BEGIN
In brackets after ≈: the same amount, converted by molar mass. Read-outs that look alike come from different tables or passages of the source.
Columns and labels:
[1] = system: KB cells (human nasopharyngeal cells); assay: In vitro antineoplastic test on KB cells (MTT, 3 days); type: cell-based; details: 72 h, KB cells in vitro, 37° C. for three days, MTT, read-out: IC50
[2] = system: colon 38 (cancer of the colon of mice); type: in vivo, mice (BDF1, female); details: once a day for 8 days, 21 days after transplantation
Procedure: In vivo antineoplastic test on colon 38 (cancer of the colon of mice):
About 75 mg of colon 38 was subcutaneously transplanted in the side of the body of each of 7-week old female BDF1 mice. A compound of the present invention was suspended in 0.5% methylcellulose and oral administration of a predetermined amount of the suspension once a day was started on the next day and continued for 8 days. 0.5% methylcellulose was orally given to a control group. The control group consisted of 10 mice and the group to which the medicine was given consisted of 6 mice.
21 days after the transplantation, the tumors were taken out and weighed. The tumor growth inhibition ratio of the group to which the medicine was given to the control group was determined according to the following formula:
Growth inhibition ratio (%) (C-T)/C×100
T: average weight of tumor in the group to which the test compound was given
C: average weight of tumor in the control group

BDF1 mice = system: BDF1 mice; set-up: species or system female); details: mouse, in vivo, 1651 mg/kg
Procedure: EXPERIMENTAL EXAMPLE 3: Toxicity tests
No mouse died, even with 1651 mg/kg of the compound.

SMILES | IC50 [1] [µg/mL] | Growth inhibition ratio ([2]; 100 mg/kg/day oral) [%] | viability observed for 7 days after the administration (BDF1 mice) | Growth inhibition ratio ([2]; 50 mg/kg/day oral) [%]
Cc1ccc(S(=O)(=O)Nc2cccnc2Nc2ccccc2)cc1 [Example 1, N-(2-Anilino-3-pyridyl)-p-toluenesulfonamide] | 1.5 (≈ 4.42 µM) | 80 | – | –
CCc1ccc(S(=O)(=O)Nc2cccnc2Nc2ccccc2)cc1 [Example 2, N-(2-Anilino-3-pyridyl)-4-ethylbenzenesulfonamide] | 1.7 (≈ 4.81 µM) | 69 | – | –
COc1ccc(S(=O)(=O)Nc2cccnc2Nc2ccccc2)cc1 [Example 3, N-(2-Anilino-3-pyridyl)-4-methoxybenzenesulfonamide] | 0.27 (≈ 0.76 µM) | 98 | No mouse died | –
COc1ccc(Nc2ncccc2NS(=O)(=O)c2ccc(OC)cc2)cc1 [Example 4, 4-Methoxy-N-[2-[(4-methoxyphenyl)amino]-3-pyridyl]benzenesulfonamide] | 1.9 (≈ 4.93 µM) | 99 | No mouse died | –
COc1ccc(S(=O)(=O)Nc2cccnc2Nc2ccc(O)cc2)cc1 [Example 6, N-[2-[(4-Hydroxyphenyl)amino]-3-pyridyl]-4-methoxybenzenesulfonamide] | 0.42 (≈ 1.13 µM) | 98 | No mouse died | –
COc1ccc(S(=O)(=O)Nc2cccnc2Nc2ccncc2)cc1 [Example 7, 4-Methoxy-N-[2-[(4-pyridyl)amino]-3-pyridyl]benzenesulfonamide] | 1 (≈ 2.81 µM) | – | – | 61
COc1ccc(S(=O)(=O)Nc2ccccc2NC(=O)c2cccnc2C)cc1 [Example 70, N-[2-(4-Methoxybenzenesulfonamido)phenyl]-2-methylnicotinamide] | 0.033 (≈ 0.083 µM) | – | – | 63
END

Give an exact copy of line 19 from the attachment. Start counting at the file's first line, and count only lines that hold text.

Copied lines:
COc1ccc(S(=O)(=O)Nc2cccnc2Nc2ccc(O)cc2)cc1 [Example 6, N-[2-[(4-Hydroxyphenyl)amino]-3-pyridyl]-4-methoxybenzenesulfonamide] | 0.42 (≈ 1.13 µM) | 98 | No mouse died | –